Rocky’s Corner: Your Questions Answered
Question: Will you benefit financially from being elected Mayor of Naperville?
Answer: No, all I will gain is the satisfaction of serving my community. It is important to note that there is no opportunity for me or my family to gain financially from my becoming mayor.
Question: It has been said you built a facility with 350 truck bay stalls that is 870,000 sq. ft. Is that true?
Answer: No. My facility I helped build has 34 truck bay stalls and 125,000 square feet, which includes an indoor soccer field and futsal court used for youth (futsal is five on five soccer played on an indoor court). We also have a small fueling and convenience facility. My facility is often confused with larger buildings, located elsewhere in the industrial park.
Question: Can you explain the tax break for your facility to move your corporate offices to Joliet?
Answer: When my business outgrew its facility in Alsip Illinois, we started looking for open land for a new one. With a projected savings of $800,000 per year, we could have easily moved to Indiana with its lower taxes and workers compensation costs, but wanted to stay in Illinois and keep the people who helped build our company. We settled on vacant land in Joliet, in the Laraway Crossings industrial park
We requested and received a five-year real estate tax abatement of 50% on the new building only. This resulted in the city, county and school districts seeing an immediate 100% increase over what the vacant property had been generating, and will ultimately result in these bodies receiving 400% more annually. Example: H.S.D. 204 – land only, $32,000; with new building at 50%, $66,000; after five years $131,000. In addition, we recently built a service/convenience center on the property and received no concessions.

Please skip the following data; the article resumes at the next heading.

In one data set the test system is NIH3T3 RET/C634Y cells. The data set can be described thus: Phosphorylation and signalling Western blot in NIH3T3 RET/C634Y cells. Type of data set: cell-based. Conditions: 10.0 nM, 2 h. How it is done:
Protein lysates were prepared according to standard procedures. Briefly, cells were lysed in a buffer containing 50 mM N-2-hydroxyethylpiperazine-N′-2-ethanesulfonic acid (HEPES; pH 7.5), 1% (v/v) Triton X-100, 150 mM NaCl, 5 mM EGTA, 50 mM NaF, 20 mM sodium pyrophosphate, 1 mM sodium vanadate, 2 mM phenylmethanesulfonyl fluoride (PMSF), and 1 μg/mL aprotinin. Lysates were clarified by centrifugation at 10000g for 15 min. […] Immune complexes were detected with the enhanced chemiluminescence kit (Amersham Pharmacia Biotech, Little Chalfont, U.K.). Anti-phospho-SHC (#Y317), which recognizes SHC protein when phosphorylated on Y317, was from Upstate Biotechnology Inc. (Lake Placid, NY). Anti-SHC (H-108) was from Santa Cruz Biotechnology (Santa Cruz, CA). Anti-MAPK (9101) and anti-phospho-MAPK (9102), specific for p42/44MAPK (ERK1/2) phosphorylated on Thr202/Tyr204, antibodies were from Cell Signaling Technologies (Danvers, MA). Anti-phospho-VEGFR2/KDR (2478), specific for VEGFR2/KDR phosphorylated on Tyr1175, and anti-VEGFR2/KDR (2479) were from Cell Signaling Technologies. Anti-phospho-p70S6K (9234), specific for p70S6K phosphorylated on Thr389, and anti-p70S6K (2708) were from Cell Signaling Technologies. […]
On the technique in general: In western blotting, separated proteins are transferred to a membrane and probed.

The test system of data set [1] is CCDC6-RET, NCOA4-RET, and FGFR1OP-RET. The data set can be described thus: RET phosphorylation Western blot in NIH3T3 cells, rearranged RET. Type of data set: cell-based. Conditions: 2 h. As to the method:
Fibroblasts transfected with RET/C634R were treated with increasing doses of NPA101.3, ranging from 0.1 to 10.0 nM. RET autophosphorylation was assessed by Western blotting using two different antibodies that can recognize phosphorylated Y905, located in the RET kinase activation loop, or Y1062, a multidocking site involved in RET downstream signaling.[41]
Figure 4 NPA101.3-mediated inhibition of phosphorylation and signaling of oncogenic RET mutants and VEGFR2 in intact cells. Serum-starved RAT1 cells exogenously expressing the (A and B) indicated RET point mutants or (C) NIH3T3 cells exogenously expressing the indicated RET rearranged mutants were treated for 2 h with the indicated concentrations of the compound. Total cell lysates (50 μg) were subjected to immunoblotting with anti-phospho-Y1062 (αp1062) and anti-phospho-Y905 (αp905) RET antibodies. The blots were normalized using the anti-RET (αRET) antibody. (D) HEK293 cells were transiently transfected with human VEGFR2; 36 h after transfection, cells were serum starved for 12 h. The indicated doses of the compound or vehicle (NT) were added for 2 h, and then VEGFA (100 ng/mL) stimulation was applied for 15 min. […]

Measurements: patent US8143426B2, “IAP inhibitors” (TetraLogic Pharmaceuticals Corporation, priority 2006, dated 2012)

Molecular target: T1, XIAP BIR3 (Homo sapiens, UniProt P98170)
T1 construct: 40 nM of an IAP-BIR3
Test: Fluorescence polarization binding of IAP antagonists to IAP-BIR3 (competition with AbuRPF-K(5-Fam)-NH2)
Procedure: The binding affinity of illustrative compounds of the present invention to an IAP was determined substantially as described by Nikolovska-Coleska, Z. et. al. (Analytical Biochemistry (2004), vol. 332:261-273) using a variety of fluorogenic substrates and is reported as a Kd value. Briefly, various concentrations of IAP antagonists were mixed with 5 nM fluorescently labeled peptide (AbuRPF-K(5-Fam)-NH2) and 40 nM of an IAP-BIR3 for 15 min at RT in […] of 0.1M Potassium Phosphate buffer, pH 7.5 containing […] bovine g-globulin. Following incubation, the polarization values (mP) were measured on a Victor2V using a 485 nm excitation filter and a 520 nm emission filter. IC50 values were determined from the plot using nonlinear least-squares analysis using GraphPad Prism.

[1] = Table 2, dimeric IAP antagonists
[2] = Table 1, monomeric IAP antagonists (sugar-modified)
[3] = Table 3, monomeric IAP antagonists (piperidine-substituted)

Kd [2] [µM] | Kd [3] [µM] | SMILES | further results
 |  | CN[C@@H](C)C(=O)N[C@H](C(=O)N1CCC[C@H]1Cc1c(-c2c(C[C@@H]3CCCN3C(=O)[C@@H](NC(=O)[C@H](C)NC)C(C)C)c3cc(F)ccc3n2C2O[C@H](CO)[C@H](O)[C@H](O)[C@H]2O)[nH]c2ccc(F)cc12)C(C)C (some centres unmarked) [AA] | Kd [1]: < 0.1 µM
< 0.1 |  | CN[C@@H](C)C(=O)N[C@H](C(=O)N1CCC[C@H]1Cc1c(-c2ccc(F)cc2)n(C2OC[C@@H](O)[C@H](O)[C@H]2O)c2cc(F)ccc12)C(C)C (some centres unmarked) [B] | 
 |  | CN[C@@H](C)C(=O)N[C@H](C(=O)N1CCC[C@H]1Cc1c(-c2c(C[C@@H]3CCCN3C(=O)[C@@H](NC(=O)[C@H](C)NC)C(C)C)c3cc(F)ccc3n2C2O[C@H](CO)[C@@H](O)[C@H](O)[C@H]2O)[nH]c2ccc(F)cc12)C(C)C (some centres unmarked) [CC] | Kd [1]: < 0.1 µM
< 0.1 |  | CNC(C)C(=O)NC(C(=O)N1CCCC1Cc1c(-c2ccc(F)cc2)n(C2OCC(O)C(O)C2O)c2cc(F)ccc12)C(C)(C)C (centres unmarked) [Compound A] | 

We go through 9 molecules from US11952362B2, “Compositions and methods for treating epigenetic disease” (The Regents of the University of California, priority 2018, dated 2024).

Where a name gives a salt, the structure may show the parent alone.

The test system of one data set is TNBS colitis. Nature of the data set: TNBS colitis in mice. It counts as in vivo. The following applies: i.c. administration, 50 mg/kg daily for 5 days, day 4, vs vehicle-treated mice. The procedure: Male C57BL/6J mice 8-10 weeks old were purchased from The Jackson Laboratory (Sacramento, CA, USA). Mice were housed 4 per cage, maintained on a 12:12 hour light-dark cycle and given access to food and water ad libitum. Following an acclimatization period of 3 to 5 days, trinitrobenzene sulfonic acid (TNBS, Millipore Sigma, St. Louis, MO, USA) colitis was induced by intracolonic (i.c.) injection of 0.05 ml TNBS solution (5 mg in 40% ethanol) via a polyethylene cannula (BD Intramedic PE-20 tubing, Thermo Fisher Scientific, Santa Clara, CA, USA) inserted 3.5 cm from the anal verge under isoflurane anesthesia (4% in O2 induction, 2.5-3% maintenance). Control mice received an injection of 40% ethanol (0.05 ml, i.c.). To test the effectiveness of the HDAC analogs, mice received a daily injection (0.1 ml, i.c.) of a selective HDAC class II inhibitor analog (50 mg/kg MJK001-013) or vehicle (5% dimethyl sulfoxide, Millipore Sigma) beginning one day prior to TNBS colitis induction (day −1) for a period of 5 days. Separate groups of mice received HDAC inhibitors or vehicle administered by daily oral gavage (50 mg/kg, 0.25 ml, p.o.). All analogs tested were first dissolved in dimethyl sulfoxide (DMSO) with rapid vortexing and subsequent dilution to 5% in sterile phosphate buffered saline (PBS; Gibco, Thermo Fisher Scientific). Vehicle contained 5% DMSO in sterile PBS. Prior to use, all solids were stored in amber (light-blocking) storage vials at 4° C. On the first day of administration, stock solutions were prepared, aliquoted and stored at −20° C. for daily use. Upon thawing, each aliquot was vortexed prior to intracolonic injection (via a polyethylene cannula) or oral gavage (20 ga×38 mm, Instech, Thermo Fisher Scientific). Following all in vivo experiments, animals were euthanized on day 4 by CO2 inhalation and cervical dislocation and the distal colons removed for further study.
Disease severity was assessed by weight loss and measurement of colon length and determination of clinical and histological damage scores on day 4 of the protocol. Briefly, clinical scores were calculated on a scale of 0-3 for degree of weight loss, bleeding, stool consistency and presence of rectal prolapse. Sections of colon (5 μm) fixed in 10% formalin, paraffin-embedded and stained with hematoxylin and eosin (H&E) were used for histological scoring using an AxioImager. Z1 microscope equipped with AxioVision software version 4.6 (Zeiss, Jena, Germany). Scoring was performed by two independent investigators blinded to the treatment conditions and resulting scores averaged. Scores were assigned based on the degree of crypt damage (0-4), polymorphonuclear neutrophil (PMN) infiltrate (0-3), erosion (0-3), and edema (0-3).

While Naperville has not offered these exact kind of incentives Cadence received, it does have a practice of offering financial incentives in the form of sales and hotel tax rebates to encourage development. If used wisely, they are appropriate. For example, several years ago Naperville gave Walmart a sales tax rebate for a limited time to keep them from moving across Route 59 to Aurora. There was a short term cost, but in the big picture, we kept those tax dollars in Naperville, when they easily could have gone across the street to Aurora.
Question: I see that certain people or political groups that I disagree with are endorsing you. Do you support them? Why should I support you?
Answer: I hope you will vote for me after you get to know me and understand my values and positions on issues. One of the great things about Naperville municipal elections is they are non-partisan. The candidates are not bound by party affiliations or platforms – neither are the voters. I believe a mayor must represent all the residents of Naperville, and I will. I welcome the support of all people of good will, knowing that Naperville residents have a wide range of beliefs that must be respected. I am committed to bringing different views to the table and continue Naperville’s great tradition of non-partisan leadership.
Question: I hear that your company settled a class action lawsuit about non-payment of wages, what is that about?
Answer: Some former employees of a company I am now affiliated with brought a wage claim against that company for prior wage practices. The wage payment practices in question occurred before I was on board. We settled the claim in order to make amends to those individuals. One of my first actions was to professionalize the organization. Cadence is now an award-winning transportation company and a great place to work. Take a look at this video for more insights into how we run our business.